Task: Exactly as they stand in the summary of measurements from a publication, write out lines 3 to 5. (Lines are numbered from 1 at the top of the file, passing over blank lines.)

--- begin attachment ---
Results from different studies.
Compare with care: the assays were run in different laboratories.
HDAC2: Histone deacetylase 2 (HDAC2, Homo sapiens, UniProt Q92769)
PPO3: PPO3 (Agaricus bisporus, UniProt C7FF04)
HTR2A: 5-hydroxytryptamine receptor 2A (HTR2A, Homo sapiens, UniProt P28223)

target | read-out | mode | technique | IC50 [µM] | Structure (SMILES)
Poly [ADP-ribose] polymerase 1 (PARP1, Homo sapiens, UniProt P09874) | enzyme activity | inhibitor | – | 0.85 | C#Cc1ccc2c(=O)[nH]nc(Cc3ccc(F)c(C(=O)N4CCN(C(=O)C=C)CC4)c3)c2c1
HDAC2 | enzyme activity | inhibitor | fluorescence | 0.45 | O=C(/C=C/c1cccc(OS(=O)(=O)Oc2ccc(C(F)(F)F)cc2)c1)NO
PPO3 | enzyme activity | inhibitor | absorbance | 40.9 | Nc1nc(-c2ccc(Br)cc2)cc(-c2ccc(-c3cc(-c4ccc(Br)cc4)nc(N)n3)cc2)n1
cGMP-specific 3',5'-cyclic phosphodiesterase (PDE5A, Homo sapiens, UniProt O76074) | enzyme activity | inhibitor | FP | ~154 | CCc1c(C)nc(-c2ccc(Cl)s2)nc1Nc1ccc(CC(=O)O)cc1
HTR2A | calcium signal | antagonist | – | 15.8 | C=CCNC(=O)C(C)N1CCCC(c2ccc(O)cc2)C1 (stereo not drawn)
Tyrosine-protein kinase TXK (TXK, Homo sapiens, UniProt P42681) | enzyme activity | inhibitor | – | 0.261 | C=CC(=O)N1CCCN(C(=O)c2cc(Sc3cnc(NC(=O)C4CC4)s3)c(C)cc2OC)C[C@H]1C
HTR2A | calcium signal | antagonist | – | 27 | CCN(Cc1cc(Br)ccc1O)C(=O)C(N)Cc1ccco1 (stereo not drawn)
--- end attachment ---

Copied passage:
HDAC2: Histone deacetylase 2 (HDAC2, Homo sapiens, UniProt Q92769)
PPO3: PPO3 (Agaricus bisporus, UniProt C7FF04)
HTR2A: 5-hydroxytryptamine receptor 2A (HTR2A, Homo sapiens, UniProt P28223)